Edward Tse, a management consultant, explained how IBM’s presence in China was “defined not by an expanding consumer population or by low-wage labour, but by the integration of Chinese activity with its worldwide enterprise.” On its part, IBM declared that it would “develop its business into China IBM rather than IBM China.” (China Daily, March 18, 2005).

IBM also earned the goodwill of the Chinese public and government when it sold its personal computer (PC) business to Lenovo, a rising Chinese computer company, in 2005. (Since then Lenovo has become a global giant in computers.) As explained by Palmisano, IBM’s former Chairman who put through the deal, IBM did it for strategic reasons: Chinese government wanted its corporation to expand globally, and by aiding that national goal, IBM would enhance its stature in the lucrative Chinese market, where the government is in command. In the coming years, there were major changes in global trade as well as in the technology market which impacted the operational modes of global corporations.

A study by the IMF (Changing Patterns of Global Trade, June 15, 2011) drew attention to the role played by supply chains and the position occupied by China. It noted that the import content of China’s high technology exports increased by 30% from mid-1990s to the mid-2000s. Together with other Asian countries, China began to play an increasingly dual role in global supply chains for high technology products, as an assembly country and as an exporter of intermediate outputs to other countries. Thus, the traditional pattern of global trade was getting inverted: Asian neighbours fed the Chinese factories and their exports to advanced countries passed through China. Multinational Corporations (MNCs) were rushing in to take their place in the sun. It was not surprising that by 2008, IBM decided to establish a growth markets unit in Shanghai to take care of its entire emerging market business.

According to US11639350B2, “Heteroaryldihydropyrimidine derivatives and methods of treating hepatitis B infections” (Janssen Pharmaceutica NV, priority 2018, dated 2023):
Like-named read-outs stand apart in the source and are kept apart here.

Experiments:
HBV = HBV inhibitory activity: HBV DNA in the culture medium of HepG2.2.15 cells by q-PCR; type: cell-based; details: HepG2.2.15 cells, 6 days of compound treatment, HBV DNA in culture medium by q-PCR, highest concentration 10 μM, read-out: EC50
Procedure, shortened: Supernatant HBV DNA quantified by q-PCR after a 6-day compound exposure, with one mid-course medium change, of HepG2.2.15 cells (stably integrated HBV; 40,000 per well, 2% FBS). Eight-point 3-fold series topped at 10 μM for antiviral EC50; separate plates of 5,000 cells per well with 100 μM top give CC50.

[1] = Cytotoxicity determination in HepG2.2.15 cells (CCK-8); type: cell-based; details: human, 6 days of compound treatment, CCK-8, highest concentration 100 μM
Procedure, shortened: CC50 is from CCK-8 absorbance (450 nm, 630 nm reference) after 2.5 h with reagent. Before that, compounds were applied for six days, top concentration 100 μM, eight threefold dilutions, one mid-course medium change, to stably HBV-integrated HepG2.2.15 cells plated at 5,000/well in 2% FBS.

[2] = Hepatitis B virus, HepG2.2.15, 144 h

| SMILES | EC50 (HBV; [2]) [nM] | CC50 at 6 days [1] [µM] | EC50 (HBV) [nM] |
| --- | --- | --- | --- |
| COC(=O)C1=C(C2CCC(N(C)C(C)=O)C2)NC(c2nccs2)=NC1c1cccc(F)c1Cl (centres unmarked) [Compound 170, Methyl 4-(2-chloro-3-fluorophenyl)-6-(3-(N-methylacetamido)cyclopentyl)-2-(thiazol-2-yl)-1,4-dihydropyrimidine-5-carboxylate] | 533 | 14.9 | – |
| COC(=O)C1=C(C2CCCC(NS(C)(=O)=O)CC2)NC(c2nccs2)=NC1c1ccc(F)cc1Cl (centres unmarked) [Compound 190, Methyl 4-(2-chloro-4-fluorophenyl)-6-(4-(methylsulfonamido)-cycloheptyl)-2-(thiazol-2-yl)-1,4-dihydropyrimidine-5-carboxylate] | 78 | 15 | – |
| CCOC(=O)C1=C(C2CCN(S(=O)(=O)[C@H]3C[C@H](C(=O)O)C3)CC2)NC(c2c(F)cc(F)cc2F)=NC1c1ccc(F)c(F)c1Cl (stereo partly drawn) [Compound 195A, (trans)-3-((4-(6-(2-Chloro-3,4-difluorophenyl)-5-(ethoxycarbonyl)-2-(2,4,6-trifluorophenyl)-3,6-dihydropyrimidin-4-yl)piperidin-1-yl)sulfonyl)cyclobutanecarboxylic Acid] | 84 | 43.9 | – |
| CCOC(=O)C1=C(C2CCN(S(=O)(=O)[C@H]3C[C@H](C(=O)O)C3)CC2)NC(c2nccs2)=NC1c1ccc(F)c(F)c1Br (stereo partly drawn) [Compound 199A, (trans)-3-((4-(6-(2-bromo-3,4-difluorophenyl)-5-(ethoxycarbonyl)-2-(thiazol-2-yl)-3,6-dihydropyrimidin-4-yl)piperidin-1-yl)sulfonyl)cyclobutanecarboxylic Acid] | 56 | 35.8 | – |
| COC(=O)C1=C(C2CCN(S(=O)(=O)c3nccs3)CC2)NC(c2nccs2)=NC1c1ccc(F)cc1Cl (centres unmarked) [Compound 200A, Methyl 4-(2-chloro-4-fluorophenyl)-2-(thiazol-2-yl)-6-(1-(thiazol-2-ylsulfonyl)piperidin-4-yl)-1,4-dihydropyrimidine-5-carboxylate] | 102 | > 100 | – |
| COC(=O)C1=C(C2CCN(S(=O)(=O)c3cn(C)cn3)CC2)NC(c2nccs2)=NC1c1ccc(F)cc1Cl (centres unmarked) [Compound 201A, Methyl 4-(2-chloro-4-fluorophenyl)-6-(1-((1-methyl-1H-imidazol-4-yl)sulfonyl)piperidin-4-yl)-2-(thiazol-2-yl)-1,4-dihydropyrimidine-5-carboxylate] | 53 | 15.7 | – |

The emergence of new supply chains, as contrasted with the earlier model of vertical integration, brought about attitudinal changes in corporate boards. They were willing to share technology and promote supply chains to take care of many markets. It stemmed partly from the growing mutual trust and partly from the fear that code violation would meet with exclusion from the market. It was also the fallout of the latter day legal framework such as TRIPS, etc. enforced through WTO.. China was getting deeply involved in high technology market and ready to play by the rules. It was no longer deemed the enfant terrible.